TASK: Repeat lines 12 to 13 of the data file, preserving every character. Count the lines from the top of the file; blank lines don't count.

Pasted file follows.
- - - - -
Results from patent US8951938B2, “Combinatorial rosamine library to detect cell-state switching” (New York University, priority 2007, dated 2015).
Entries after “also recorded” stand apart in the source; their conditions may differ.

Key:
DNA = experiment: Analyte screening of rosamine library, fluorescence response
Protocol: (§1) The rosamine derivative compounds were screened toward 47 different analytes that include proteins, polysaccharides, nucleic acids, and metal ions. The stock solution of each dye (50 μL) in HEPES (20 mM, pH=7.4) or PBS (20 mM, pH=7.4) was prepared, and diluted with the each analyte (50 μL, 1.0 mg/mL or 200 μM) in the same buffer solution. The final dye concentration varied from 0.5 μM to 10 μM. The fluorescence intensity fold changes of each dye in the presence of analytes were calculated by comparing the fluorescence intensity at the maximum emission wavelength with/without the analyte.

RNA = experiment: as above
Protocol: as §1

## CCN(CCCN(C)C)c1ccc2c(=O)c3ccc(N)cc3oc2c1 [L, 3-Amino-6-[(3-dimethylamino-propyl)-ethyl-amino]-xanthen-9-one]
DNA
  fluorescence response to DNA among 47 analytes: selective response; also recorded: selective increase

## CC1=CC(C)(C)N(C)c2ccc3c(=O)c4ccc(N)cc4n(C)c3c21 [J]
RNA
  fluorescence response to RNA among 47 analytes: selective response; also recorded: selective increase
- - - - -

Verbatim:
RNA
  fluorescence response to RNA among 47 analytes: selective response; also recorded: selective increase